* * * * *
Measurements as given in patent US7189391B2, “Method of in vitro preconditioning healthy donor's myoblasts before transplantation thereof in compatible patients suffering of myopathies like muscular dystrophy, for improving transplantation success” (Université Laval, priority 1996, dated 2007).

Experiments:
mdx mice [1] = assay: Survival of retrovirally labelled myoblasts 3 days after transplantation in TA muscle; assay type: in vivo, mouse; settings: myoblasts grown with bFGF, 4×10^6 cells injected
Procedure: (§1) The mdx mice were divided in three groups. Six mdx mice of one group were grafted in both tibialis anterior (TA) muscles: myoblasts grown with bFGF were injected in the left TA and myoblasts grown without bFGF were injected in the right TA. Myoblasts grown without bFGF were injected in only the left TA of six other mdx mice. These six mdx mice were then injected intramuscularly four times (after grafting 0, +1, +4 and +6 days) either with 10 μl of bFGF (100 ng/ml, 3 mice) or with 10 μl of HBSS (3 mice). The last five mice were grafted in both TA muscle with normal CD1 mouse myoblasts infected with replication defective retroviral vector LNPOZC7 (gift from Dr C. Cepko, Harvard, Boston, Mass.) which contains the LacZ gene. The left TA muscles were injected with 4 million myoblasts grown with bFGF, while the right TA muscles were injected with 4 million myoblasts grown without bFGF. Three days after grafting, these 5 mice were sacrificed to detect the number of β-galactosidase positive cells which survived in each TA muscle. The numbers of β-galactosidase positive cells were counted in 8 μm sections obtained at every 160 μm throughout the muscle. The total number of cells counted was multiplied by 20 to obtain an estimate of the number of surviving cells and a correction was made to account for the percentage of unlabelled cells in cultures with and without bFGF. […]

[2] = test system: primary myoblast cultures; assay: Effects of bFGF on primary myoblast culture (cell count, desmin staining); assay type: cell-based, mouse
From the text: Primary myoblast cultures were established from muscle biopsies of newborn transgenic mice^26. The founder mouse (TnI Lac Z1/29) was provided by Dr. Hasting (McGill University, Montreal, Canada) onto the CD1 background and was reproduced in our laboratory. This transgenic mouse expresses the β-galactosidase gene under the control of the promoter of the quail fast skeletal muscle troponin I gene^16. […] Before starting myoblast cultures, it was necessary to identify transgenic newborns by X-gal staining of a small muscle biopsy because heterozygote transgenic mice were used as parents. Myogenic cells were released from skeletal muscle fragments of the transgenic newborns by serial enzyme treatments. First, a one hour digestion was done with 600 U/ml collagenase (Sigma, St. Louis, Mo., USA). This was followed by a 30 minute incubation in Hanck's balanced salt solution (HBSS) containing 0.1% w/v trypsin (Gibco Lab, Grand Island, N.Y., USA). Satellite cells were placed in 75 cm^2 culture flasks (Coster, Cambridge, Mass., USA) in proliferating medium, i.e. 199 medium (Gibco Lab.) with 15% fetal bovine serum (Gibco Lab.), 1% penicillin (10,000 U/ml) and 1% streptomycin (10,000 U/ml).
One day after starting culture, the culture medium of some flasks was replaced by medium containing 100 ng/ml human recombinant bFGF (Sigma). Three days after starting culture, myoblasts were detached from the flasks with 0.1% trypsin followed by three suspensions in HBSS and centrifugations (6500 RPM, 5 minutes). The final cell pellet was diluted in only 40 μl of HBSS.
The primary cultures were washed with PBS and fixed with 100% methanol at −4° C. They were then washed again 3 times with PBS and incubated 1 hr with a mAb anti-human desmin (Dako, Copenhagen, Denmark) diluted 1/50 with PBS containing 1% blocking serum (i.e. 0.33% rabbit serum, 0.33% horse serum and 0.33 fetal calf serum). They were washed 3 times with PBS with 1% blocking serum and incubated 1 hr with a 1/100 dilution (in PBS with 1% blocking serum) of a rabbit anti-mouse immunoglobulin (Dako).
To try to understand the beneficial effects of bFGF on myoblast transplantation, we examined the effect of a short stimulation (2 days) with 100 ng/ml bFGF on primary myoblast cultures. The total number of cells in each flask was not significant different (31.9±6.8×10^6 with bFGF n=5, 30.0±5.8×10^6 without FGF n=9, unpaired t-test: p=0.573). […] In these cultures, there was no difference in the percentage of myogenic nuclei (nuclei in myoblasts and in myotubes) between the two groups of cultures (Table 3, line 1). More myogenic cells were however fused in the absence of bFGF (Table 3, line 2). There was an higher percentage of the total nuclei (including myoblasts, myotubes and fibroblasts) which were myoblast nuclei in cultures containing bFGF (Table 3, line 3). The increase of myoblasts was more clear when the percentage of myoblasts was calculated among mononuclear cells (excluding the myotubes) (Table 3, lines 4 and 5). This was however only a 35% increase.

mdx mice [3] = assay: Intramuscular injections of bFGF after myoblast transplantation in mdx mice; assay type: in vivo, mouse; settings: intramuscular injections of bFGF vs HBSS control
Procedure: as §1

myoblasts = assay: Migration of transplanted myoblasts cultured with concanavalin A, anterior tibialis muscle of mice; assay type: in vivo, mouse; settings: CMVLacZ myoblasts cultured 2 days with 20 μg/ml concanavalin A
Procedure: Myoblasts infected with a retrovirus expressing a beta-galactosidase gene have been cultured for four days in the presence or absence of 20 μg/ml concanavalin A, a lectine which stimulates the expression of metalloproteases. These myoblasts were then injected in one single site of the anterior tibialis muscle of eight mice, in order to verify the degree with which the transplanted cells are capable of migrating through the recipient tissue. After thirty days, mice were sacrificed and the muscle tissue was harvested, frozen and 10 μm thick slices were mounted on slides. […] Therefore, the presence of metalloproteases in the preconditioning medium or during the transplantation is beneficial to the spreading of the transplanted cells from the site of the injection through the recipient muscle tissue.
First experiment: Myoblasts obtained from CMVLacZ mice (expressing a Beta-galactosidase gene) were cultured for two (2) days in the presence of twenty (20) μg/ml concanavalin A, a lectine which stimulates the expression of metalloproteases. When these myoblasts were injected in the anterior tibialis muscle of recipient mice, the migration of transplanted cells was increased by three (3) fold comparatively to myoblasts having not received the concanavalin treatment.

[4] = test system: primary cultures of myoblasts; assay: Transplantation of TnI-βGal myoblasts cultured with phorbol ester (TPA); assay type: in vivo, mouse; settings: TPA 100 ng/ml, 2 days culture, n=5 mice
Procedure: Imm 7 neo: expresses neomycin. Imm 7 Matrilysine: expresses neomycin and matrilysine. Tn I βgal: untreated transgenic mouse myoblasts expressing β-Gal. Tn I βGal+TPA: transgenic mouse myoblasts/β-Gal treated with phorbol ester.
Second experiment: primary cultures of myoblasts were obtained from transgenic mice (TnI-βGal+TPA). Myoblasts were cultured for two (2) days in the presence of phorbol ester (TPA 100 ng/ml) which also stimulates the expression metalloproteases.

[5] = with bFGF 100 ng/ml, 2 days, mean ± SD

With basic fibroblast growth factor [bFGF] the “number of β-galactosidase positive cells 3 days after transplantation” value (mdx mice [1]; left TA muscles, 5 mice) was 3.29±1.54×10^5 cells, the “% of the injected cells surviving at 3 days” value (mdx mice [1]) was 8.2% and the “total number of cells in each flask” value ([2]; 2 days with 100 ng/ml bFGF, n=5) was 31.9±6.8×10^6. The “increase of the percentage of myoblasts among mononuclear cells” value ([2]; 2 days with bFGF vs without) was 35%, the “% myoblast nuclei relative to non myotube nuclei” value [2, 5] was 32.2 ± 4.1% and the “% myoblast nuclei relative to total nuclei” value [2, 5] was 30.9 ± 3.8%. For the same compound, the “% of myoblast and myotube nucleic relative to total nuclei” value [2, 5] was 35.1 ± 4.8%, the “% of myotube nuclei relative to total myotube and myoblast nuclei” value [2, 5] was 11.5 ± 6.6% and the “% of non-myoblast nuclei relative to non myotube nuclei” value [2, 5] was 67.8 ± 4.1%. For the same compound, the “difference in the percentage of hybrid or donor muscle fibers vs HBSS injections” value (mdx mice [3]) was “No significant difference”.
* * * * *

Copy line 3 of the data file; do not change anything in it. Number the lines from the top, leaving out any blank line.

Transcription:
mdx mice [1] = assay: Survival of retrovirally labelled myoblasts 3 days after transplantation in TA muscle; assay type: in vivo, mouse; settings: myoblasts grown with bFGF, 4×10^6 cells injected